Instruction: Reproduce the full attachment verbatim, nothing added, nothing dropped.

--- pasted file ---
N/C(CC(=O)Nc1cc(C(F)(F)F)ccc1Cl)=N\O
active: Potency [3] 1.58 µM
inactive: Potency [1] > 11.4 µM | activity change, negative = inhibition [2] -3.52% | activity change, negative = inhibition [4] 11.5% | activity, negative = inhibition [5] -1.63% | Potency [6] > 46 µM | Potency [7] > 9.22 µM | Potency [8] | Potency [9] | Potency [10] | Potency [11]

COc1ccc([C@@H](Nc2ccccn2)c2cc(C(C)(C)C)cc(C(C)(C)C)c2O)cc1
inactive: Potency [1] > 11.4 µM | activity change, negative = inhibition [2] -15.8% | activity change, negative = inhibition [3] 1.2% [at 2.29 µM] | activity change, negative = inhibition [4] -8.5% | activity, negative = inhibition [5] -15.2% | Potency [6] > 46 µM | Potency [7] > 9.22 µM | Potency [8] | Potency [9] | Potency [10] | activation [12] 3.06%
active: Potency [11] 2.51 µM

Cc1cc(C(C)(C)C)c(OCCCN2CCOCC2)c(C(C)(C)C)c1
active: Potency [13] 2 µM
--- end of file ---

N/C(CC(=O)Nc1cc(C(F)(F)F)ccc1Cl)=N\O
active: Potency [3] 1.58 µM
inactive: Potency [1] > 11.4 µM | activity change, negative = inhibition [2] -3.52% | activity change, negative = inhibition [4] 11.5% | activity, negative = inhibition [5] -1.63% | Potency [6] > 46 µM | Potency [7] > 9.22 µM | Potency [8] | Potency [9] | Potency [10] | Potency [11]

COc1ccc([C@@H](Nc2ccccn2)c2cc(C(C)(C)C)cc(C(C)(C)C)c2O)cc1
inactive: Potency [1] > 11.4 µM | activity change, negative = inhibition [2] -15.8% | activity change, negative = inhibition [3] 1.2% [at 2.29 µM] | activity change, negative = inhibition [4] -8.5% | activity, negative = inhibition [5] -15.2% | Potency [6] > 46 µM | Potency [7] > 9.22 µM | Potency [8] | Potency [9] | Potency [10] | activation [12] 3.06%
active: Potency [11] 2.51 µM

Cc1cc(C(C)(C)C)c(OCCCN2CCOCC2)c(C(C)(C)C)c1
active: Potency [13] 2 µM